Swedish actress Bibi Andersson is known around the world for her fantastic collaborations with the great Ingmar Bergman, including masterpieces like The Seventh Seal and Persona among others. Born in Stockholm, Andersson studied acting at the prestigious Royal Dramatic Theatre and started working with Bergman as early as 1951, contributing to the production of an advertisement for a detergent.
Andersson’s work with Bergman earned her critical acclaim and several accolades like a Best Actress win at the Cannes Film Festival. She was also an impressive presence in the landscape of American cinema, appearing in films like Duel at Diablo and John Huston’s The Kremlin Letter. Andersson worked on American theatrical productions and even directed her own plays in Sweden towards the end of her career.
“Of course Bergman is a genius,” the actress said in a 1977 interview, “But except for a small part in Scenes from a Marriage, I haven’t worked for him in so long. I started working, really, with Bergman (in ‘The Seventh Seal’) when I was 19, and my respect for him was so enormous that it was like working for him — not co-working. For him I’m still a little girl.”
She added, “I have worked 20 years. I started acting when I was 16, but I don’t really count my working until I was 20. I never have been an actress of that kind of beauty, never got jobs because of that kind of beauty…Part of an actress is aliveness, alertness, and it comes from not letting yourself stiffen. I wanted to see life, wanted to smell it, and I felt starving, mentally.”
As a tribute to the great Bibi Andersson on the anniversary of her death, we revisit her illustrious filmography and take a look at six definitive films.
Bibi Andersson’s 6 definitive films:
The Seventh Seal (Ingmar Bergman – 1957)
Many consider this 1957 masterpiece to be Ingmar Bergman’s magnum opus and they have valid reasons for believing that. The Seventh Seal transcends the limitations of cinema, transforming into a philosophical meditation on the human condition and religion. Andersson plays the part of Mia, the wife of a travelling performer named Jof (played by Nils Poppe).
In an interview, Bergman said: “My fear of death—this infantile fixation of mine—was, at that moment, overwhelming. I felt myself in contact with death day and night, and my fear was tremendous. When I finished the picture, my fear went away. I have the feeling simply of having painted a canvas in an enormous hurry—with enormous pretension but without any arrogance.”
Persona (Ingmar Bergman – 1966)
Bergman’s Persona and Hiroshi Teshigahara’s The Face of Another are two of the best films ever made on the subject of individual identity. Andersson stars as a nurse who is tasked with the responsibility of looking after a sick actress (played by Liv Ullmann). Persona launches a powerful investigation of gender, fractured psyches and the concept of duality.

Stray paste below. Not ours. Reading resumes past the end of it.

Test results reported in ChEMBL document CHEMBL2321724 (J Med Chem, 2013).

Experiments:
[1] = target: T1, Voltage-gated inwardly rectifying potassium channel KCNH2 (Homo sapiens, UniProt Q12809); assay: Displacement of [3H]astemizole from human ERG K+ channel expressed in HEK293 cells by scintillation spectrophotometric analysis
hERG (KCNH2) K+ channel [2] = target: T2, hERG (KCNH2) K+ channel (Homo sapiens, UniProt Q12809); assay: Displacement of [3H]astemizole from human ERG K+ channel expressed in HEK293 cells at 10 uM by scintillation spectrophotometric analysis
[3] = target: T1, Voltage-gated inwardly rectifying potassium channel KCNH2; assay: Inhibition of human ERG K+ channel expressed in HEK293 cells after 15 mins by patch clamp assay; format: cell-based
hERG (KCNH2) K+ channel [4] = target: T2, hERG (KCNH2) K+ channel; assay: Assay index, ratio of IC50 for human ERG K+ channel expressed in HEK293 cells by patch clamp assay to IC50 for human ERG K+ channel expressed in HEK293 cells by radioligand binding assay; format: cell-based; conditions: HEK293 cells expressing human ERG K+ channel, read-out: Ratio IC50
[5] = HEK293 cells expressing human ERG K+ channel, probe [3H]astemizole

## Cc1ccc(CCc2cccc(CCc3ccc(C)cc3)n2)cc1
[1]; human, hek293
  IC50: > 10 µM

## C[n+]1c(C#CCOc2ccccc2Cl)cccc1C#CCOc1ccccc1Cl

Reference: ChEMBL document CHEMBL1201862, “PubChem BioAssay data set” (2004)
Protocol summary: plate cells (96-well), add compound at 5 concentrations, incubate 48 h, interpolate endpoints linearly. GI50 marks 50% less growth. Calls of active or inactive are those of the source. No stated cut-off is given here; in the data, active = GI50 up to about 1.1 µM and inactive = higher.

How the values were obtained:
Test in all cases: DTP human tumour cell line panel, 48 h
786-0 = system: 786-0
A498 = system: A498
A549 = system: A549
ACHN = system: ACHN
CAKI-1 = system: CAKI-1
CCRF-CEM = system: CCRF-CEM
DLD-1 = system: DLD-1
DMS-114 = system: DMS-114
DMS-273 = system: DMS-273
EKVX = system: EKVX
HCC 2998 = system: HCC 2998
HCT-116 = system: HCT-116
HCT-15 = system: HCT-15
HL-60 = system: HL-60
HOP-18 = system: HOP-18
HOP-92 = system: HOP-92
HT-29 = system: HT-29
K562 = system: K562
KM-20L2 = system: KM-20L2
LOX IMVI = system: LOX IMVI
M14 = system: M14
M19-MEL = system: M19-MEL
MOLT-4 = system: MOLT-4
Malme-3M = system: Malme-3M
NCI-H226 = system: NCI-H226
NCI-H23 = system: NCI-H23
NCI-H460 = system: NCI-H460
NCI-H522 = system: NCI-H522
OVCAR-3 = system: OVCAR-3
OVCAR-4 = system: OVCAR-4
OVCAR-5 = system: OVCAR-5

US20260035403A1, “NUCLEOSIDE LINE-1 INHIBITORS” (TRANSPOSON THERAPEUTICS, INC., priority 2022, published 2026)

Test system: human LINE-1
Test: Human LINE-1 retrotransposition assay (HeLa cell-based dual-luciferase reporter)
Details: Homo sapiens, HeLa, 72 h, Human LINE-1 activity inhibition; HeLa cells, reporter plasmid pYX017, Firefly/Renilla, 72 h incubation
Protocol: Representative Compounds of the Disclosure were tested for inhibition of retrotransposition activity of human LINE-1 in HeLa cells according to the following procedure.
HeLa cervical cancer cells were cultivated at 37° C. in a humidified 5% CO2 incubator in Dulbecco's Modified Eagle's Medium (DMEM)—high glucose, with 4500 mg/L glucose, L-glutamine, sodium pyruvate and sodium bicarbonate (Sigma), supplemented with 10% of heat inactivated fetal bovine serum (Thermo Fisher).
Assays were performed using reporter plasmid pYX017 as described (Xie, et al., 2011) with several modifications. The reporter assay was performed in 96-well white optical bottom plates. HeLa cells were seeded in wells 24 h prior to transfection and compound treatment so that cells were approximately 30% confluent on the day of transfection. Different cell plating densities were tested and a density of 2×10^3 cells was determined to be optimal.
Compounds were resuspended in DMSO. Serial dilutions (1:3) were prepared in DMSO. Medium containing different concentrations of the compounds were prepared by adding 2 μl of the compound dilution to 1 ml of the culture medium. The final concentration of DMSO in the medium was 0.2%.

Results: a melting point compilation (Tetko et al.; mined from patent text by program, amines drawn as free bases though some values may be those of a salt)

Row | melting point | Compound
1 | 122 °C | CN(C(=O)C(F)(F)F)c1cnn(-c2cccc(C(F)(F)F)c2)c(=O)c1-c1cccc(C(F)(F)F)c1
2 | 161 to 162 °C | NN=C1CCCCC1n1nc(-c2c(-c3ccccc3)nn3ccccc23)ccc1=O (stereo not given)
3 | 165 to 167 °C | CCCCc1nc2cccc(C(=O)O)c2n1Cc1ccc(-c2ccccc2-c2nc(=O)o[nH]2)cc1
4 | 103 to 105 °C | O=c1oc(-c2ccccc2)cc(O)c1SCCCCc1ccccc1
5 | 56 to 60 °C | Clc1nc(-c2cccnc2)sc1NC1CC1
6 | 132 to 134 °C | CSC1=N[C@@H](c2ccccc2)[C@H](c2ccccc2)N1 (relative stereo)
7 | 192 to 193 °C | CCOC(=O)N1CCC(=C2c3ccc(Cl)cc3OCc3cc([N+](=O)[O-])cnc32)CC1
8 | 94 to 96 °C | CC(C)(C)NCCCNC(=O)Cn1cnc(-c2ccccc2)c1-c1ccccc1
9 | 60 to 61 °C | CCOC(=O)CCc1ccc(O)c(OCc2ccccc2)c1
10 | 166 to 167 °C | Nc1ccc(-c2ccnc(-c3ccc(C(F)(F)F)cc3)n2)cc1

Andersson commented, “It’s a film that only has two roles, two female roles. I cannot give you any more details on the film. I don’t want to do it. In addition, it’s very difficult. But it’s a film that was very important for me, because it’s a film that covers a very important theme: the theme of man’s identity, and of the possibility of bringing humans together.”
Duel at Diablo (Ralph Nelson – 1966)
Based on the 1957 novel Apache Rising by American novelist Marvin H. Albert, Duel at Diablo stars James Garner as a frontier scout who is on a hunt for his wife’s murderer. He runs into Ellen (played by Andersson) who is being pursued by Apache Natives.
The film also features Sidney Poitier as a horse breaker who joins the fight. Although Duel at Diablo is rough around the edges, the film is a memorable example of Andersson’s versatility while performing in the US. It is also a visual spectacle, presenting the silent grandeur of landscapes that are usually associated with the genre.
The Passion of Anna (Ingmar Bergman – 1969)
The Passion of Anna stars Max von Sydow as Andreas, a man who has chosen to live in solitude on a remote island after a recent divorce. He has an affair with Eva (played by Andersson), the wife of his friend Elis. However, his real romantic interest is a mysterious widow named Anna (Liv Ullmann).
Built on the foundations of Bergman’s 1968 film Shame, the filmmaker considered The Passion of Anna as “virtually a sequel.” The film is now regarded as one of Bergman’s best, a drama that beautifully examines our fundamental isolation as well as the fleeting comfort of interpersonal relationships.
The Kremlin Letter (John Huston – 1970)
John Huston’s 1970 neo-noir boasts an impressive cast, ranging from Orson Welles to Richard Boone. Andersson stars in this impressive spy thriller as Erika, the wife of Colonel Yakov Kosnov who gets entangled in international espionage and political intrigue.
The Kremlin Letter was a commercial failure but it has been rightly praised for its vision of a world that is absolutely ruthless. Based on Noel Behn’s novel, the film effectively explores the political situations during the height of the Cold War.
An Enemy of the People (George Schaefer – 1978)
A film adaptation of Arthur Miller’s version of Henrik Ibsen’s 1882 play, An Enemy of the People stars Steve McQueen as a scientist who lives in a small Norwegian town with his wife (played by Andersson). The town tries to market nearby springs for tourism but he discovers that they are actually contaminated by industrial pollutants.
The actress explained, “Steve McQueen is very American, and they didn’t want me to stick out. Oh — I shouldn’t have said that, but you know I don’t think anyone can overcome that. I tried to speak well. But I could never be an all-American person. More than the language, there are things I would have to overcome.”